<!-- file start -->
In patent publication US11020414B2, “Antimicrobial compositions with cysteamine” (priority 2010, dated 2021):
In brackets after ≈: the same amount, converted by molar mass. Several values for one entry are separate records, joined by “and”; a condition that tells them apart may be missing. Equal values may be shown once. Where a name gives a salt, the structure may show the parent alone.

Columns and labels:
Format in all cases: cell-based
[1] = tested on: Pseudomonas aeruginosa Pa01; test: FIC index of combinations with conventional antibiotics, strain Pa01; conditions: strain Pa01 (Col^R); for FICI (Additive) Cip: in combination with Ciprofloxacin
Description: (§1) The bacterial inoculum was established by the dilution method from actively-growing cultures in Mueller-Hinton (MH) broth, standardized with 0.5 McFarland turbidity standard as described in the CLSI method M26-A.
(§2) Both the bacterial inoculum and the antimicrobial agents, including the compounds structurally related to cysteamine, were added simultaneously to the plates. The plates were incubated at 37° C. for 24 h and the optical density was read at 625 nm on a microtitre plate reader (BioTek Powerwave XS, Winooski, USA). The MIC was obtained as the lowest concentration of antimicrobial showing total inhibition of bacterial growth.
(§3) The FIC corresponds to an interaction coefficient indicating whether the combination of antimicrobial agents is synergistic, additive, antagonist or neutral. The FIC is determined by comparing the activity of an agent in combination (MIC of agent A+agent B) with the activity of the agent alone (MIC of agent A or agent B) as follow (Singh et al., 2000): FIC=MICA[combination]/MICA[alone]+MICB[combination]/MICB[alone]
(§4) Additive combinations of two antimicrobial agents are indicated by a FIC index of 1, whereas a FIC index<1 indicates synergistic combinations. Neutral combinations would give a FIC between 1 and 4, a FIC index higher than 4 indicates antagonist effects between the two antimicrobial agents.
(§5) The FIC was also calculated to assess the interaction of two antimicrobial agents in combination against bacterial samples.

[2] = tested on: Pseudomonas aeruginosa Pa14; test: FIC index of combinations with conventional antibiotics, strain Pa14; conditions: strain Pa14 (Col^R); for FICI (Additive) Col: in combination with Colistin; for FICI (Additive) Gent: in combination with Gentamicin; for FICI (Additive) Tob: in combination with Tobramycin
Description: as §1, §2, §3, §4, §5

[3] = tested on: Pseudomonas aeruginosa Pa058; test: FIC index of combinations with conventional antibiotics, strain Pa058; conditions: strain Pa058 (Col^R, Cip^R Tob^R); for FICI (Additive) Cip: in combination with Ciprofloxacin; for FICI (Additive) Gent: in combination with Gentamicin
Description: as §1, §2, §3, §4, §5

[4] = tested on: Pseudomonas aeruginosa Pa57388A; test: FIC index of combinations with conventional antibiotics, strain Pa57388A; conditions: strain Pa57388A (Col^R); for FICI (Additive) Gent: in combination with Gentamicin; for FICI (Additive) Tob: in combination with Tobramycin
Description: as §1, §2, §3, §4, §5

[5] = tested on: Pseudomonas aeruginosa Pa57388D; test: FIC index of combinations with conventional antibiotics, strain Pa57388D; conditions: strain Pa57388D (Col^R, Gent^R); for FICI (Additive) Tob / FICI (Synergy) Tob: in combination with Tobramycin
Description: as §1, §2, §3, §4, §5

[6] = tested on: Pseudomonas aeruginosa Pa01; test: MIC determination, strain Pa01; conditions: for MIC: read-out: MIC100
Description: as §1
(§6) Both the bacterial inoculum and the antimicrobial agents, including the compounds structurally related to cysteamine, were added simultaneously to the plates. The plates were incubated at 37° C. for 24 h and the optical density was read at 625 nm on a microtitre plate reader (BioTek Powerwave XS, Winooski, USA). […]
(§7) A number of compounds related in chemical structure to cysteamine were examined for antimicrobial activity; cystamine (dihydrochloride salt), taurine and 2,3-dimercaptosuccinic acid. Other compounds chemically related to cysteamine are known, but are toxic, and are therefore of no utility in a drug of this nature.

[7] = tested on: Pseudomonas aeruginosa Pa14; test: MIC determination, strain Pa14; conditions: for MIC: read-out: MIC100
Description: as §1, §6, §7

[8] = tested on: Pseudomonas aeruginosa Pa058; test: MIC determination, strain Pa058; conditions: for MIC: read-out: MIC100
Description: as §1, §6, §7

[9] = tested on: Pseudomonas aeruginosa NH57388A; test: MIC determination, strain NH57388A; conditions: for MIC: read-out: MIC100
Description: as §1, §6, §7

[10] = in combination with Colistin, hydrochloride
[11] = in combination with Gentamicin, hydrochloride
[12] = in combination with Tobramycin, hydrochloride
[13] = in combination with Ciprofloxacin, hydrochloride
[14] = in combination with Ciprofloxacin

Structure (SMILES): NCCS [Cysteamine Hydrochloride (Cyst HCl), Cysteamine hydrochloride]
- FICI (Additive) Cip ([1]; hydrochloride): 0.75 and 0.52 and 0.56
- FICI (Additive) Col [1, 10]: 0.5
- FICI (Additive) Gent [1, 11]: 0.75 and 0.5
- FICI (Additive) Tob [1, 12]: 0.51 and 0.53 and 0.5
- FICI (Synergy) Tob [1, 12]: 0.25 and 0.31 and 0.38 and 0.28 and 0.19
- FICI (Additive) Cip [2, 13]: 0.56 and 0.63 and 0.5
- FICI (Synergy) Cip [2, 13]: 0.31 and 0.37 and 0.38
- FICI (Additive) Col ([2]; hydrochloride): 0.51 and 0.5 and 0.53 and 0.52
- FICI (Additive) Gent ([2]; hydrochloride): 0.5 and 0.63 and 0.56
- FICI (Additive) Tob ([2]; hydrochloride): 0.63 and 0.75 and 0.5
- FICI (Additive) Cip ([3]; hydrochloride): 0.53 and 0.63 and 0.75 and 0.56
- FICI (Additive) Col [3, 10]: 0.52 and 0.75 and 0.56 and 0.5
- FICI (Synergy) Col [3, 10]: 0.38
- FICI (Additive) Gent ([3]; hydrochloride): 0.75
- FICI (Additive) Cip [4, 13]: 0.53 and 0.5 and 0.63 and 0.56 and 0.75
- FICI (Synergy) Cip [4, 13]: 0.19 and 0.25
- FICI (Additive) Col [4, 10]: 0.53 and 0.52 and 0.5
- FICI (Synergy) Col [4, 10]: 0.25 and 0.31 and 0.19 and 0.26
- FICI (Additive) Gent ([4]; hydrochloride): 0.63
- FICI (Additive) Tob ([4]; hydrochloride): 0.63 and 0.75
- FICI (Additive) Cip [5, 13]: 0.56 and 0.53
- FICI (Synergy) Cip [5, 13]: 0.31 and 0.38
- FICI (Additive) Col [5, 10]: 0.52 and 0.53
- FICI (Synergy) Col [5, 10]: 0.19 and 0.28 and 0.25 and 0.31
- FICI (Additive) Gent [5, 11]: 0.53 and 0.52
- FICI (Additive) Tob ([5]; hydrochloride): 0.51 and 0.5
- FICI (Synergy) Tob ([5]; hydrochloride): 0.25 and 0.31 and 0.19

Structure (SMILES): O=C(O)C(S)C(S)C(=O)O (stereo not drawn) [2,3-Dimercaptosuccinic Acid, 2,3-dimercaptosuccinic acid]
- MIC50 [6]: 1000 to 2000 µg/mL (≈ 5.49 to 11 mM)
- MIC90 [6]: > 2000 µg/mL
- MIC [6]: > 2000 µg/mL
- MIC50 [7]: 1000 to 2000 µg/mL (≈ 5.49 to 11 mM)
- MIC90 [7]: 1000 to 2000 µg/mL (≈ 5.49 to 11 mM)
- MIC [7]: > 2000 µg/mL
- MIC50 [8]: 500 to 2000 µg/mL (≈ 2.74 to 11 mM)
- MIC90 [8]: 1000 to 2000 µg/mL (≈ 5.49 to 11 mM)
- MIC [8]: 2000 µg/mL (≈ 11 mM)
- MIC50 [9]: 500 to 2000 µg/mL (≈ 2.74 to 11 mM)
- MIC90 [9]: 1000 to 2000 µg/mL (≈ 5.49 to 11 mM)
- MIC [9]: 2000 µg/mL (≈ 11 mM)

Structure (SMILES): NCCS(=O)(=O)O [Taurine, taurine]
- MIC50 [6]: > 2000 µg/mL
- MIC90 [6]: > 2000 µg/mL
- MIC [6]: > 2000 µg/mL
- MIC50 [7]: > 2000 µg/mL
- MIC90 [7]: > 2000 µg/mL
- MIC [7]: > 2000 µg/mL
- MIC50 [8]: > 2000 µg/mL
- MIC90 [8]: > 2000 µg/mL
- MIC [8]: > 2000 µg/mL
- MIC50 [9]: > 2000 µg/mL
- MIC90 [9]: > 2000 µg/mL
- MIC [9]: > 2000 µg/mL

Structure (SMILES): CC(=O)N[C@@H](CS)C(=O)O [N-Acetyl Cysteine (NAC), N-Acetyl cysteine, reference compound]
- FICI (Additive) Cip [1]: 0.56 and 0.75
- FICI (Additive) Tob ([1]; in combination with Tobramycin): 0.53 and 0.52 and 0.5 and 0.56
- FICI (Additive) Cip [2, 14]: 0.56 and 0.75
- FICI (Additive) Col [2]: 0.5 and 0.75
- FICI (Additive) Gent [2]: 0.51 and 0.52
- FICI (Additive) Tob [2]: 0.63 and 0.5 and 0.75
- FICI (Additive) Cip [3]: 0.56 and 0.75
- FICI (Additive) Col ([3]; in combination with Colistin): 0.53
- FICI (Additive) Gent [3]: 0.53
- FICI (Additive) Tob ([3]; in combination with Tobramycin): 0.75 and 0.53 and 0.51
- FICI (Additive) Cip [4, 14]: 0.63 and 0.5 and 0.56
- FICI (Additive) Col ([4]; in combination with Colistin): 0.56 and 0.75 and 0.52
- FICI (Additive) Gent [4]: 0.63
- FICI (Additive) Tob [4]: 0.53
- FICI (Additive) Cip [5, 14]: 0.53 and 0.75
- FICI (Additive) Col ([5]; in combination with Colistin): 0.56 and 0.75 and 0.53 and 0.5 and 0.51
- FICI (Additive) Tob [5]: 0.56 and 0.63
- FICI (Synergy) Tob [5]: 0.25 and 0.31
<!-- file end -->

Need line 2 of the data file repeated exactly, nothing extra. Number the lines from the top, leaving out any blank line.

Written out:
In brackets after ≈: the same amount, converted by molar mass. Several values for one entry are separate records, joined by “and”; a condition that tells them apart may be missing. Equal values may be shown once. Where a name gives a salt, the structure may show the parent alone.